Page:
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The Duke of Burgundy - The Review

09/03/2015 11:39 | Updated 08 May 2015

The Duke of Burgundy is quite unlike any film I have seen.

Inspired by the works of Jess Franco and assorted other European filmmakers, director Peter Strickland, the brains behind Berberian Sound Studio, has created arguably the best film of the year.

Released within a few weeks of that other S and M bonanza, 50 Shades of Grey, this is light years ahead of the slick competition.

The relationship between the two central protagonists, Sidse Babett Knudsen (Borgen) as Cynthia and Chiara D'Anna (Berberian Sound Studio) as Evelyn, is both compelling, disturbing, and often hilarious; shifting power plays where you are never quite sure who has the upper hand.

Strickland has created a multi-layered comedy drama with so many textures you can almost touch them.

The following might sound like it's taken from The Big Book of Superlatives, but The Duke of Burgundy is one of those movies that lives up to the hype.

The sound track by Cat's Eyes is utterly absorbing; the cinematography by Nic Knowland is lush, and the editing by Mátyás Fekete is superbly executed.

The performances superb, while intentionally integrating a note of amateurism. Yes, that sounds derogatory, but when professional actresses intentionally fake amateurism as a homage to its source movies - dodgy euro flicks from the 1970s - film fans can't help but mentally applaud.

As a lover of intelligent cinema, anyone who adores transcendental cinematic journeys should bask in its glow, their hearts fluttering like wings at the core of the spectacle.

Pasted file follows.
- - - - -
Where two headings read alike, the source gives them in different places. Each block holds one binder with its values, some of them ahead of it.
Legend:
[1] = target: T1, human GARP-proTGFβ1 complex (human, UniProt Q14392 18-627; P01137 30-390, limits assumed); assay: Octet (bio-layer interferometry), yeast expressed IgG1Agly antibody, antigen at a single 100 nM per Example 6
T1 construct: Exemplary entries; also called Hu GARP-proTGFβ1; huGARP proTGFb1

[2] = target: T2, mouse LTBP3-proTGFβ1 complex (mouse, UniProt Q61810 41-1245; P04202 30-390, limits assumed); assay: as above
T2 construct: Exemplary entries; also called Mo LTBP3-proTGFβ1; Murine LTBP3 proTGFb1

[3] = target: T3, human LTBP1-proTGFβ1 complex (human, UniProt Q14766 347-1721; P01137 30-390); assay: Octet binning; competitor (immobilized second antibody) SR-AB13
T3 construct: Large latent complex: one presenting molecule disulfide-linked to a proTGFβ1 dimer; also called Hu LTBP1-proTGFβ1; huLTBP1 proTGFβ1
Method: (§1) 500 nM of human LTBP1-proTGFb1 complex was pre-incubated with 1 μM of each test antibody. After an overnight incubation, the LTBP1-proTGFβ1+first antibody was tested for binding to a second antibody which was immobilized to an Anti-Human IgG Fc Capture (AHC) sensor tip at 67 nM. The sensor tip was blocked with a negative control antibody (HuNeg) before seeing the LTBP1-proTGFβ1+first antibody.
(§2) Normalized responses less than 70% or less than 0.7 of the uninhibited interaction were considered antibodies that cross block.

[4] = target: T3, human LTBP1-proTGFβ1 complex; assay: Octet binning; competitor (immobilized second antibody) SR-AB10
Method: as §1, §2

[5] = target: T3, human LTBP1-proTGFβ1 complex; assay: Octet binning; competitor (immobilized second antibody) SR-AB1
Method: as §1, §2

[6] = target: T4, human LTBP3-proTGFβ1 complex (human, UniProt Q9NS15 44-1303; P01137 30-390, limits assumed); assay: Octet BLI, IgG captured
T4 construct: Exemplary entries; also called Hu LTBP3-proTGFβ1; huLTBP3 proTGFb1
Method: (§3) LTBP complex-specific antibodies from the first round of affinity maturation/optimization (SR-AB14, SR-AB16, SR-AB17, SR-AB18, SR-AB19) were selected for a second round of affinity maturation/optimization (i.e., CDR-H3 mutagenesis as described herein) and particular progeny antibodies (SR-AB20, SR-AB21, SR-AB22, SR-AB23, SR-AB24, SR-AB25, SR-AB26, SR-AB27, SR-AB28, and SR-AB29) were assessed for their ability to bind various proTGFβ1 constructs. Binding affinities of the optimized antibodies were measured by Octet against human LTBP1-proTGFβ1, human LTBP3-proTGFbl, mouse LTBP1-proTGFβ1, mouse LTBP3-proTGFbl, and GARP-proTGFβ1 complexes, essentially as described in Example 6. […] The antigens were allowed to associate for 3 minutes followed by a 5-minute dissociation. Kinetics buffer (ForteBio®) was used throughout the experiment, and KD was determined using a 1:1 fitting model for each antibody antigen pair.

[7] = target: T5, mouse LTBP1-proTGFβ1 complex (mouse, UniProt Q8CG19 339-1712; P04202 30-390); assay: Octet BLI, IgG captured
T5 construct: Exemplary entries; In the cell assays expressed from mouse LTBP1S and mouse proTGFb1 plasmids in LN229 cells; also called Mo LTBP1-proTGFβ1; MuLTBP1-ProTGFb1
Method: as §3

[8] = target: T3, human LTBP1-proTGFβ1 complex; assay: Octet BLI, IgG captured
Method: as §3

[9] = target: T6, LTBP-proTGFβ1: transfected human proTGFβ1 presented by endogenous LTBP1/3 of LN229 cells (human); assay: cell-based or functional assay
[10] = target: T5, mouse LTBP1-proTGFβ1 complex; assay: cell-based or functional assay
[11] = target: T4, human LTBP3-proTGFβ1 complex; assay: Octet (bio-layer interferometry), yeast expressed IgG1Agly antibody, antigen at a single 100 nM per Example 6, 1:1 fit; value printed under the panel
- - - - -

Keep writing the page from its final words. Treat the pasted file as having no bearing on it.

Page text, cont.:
There's a scene in the third act that was reminiscent of Dave Bowman's trip through the stargate at the end of 2001: A Space Odyssey... only this portal is between... well, I'll leave that for you to discover.

For me, great movies are those you can't get out of your head for days and weeks. Strickland has achieved that goal, and I am delighted.

The fact the closing credits even feature the integral moths at the heart of the drama, along with dates, times and temperatures at which photos were taken is an added bonus.

Just when you thought you had seen every credit under the sun, The Duke of Burgundy proves there are plenty of new ideas out there.

Yes, you can rent it on line, or wait until it is released on DVD and Blu-ray in April, but I'd recommend tracking it down at your nearest art house cinema.

The atmosphere of this extraordinary production is one that cannot be recreated on the home cinemas, no matter how good your sound system is.

The best film of the first quarter of 2015.